This list contains sun protection products, after sun products, and sun-tan products. It has a surprising number of brands included. Each item in the source chart also has a UPC and Lot number. For detailed charts, amounts, and more, please consult the original sources under the Resources heading at the end of this article. Here is the PDF file containing this list of items that contain benzene (scroll down to page 12 for the chart).
- Neutrogena Ultra Sheer Weightless Sunscreen Spray SPF 100+
- Neutrogena Ultra Sheer Weightless Sunscreen Spray SPF 70
- Neutrogena Ultra Sheer Body Mist Sunscreen Broad Spectrum SPF 30 Spray
- Neutrogena Beach Defense Oil-Free Body Sunscreen Spray SPF 100
- Neutrogena Beach Defense Spray Body Sunscreen SPF 50
- Neutrogena Invisible Daily Defense Body Sunscreen Broad Spectrum SPF 60+
- Neutrogena CoolDry Sport Water-Resistant Sunscreen Spray SPF 70
- Neutrogena CoolDry Sport Water-Resistant Sunscreen Spray SPF 50
- Neutrogena Sheer Zinc Dry-Touch Face Sunscreen SPF 50
- Sun Bum Cool Down Gel
- Sun Bum After Sun Cool Down Aloe Vera Spray
- Sun Bum Oxy Free Zinc Oxide Sunscreen Lotion SPF 50
- Fruit of the Earth Aloe Vera Gel
- Aveeno Baby Continuous Protection Sensitive Skin Sunscreen Lotion Broad Spectrum SPF 50
- Raw Elements Eco Formula Sunscreen Lotion SPF 30
- Raw Elements Eco Formula Sunscreen Lotion Tin SPF 30
- CVS Health After-Sun Aloe Vera Soothing Gel
- CVS Health After-Sun Aloe Vera Soothing Spray
- CVS Health Ultra Sheer Broad Spectrum Sunscreen Lotion SPF 100
- CVS Health Ultra Sheer Lotion Broad Spectrum Sunscreen SPF 45
- CVS Health 70 Beach Guard Sun Sunscreen
- CVS Health Sport Clear Spray Sunscreen SPF 100+
- CVS Health Sheer Mist Spray Broad Spectrum UVS/UVS Continuous Spray Sunscreen SPF 70
- Live Better by CVS Health Body Mineral Spray Sunscreen SPF 50
- Coppertone Whipped Sunscreen Lotions Spray SPF 50
- SunBurnt Advanced After-Sun Gel
- Goodsense Sunscreen Lotion SPF 30
- La Roche-Posay Anthelios Sunscreen Lotion Spray SPF 60
- Banana Boat Kids Max Protect & Play Sunscreen C-Spray SPF 100
- Banana Boat Kids Sport Sunscreen Lotion Spray SPF 50
- Banana Boat Kids Broad Spectrum Sunscreen Lotion SPF 50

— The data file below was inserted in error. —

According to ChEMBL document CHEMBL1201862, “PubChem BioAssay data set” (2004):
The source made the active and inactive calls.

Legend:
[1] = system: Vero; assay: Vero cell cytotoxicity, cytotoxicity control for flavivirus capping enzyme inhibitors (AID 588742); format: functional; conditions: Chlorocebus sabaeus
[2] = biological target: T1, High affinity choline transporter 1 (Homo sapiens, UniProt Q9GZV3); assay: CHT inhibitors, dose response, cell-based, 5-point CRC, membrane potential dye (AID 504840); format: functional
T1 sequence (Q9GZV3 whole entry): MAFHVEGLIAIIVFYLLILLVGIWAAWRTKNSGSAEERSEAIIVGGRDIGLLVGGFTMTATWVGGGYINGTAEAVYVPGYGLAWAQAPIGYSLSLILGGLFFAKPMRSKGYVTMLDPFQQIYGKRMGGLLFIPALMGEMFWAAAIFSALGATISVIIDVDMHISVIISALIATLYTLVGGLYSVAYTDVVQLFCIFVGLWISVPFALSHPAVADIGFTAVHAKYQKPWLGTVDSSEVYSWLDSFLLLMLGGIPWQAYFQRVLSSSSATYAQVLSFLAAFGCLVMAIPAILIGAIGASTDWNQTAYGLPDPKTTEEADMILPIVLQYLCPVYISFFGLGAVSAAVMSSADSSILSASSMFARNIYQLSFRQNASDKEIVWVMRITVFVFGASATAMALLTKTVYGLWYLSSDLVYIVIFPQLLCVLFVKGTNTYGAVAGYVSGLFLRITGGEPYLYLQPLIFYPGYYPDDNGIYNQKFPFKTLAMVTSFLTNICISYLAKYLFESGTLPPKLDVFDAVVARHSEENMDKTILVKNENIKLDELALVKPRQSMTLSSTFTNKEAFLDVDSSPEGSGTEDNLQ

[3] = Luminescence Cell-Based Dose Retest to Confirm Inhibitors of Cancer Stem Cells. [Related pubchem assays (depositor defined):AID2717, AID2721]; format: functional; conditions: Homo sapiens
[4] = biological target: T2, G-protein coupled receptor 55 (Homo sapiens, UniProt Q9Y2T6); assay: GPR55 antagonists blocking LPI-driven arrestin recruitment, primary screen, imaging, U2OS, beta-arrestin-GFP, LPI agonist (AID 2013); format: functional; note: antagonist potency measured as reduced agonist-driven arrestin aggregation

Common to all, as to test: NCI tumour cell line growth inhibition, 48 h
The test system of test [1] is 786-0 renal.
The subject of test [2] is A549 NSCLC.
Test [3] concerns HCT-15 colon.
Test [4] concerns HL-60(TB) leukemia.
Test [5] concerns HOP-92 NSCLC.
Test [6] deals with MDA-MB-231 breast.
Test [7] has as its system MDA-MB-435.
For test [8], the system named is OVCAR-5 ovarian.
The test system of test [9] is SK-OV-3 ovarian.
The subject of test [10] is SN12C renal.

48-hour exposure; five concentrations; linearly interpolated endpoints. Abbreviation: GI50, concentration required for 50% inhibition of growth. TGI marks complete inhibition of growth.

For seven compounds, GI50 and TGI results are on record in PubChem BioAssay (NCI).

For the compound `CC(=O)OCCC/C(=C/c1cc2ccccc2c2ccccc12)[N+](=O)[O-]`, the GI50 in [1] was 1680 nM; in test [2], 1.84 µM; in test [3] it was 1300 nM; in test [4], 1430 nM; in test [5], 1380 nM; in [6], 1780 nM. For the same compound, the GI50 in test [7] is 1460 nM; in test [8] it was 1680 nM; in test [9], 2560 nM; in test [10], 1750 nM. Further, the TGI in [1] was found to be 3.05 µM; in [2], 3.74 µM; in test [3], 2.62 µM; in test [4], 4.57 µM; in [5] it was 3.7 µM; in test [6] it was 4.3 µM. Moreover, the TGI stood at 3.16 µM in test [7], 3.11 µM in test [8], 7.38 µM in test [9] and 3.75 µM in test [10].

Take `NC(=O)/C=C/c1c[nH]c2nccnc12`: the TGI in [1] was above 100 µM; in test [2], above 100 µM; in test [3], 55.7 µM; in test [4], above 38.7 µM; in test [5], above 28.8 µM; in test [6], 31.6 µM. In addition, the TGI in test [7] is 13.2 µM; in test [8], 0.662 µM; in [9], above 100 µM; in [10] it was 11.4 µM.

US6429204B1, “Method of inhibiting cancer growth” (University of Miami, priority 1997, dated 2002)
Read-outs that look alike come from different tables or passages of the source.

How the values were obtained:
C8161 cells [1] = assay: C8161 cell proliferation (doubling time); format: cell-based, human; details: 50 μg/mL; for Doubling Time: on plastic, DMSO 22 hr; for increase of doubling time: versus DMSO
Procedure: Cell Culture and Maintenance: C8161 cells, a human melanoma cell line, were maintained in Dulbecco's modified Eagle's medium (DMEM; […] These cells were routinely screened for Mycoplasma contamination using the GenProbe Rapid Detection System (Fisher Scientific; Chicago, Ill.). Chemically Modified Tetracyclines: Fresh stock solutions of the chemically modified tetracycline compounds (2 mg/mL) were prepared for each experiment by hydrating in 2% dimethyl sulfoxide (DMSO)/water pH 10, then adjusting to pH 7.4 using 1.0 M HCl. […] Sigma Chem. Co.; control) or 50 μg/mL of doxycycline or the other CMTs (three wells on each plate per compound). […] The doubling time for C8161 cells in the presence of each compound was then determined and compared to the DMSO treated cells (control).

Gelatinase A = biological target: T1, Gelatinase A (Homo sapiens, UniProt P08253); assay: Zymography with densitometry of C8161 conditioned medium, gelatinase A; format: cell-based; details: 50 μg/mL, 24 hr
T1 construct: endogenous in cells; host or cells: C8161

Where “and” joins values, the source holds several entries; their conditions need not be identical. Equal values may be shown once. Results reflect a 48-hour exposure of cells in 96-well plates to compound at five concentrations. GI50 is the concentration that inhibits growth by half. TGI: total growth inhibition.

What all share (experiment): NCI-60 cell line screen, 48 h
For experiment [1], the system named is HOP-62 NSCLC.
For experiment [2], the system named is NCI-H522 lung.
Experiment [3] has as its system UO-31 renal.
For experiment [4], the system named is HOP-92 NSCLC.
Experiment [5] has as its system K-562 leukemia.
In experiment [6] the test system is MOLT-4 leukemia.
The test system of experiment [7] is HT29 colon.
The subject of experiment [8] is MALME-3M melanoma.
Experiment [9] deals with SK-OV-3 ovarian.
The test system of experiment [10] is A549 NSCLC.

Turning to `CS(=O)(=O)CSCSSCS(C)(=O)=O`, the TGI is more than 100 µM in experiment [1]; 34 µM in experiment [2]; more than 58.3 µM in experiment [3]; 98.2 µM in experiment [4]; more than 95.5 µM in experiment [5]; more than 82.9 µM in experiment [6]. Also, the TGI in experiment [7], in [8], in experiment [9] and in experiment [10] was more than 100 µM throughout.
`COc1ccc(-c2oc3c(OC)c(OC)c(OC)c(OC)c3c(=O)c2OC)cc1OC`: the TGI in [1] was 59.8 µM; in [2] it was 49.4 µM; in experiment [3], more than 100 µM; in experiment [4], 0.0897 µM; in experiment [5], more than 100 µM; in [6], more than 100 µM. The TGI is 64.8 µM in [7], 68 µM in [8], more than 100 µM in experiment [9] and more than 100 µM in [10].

- Banana Boat UltraMist Deep Tanning Dry Oil Continuous Clear Spray SPF 4
- Banana Boat Ultra Sheer Dry-Touch Water Resistant Sunscreen SPF 70
- Banana Boat Protective Dry Oil Clear Sunscreen Spray with Coconut Oil SPF 15
- Banana Boat Ultra Defense Ultra Mist Clear Sunscreen Spray SPF 100
- Banana Boat Simply Protect Kids Sunscreen Spray SPF 50+
- TopCare Everyday Ultimate Sheer Sunscreen Lotion SPF 70
- TopCare Everyday Ultimate Sheer Sun Lotion Sunscreen SPF 55
- TopCare Everyday Sport Sunscreen Lotion SPF 70
- EltaMD UV Aero Broad-Spectrum Full-Body Sunscreen Spray SPF 45
- Ethical Zinc Natural Clear Zinc Sunscreen SPF 50+
- Up & Up Clear Aloe Vera Gel
- Babyganics Kid’s Sunscreen Continuous Spray SPF 50
- Equate Kids Broad Spectrum Sunscreen Lotion SPF 50
- Max Block Sunscreen Lotion 4 Fl Oz Broad Spectrum Water Resistant SPF 30
- Max Block Sport Sunscreen Lotion Water Resistance Blue 30 SPF
- Walgreens Sport Lotion Sunscreen SPF 50
- Walgreens Broad Spectrum Sport SPF 50 Sunscreen
- Walgreens Sunscreen Sport SPF 50
- Walgreens After Sun Gel
- Solimo Sheer Face Sunscreen Lotion SPF 55
What Can You Do?
Now, after seeing that way-too-long list, I’m sure you’re wondering what you can do. If you’re like me, you may be horrified to find that some of the items on this list are in fact items you have used. We can’t do anything about our past usage, but we can make smart choices now with this new information.
Safe Products and Alternatives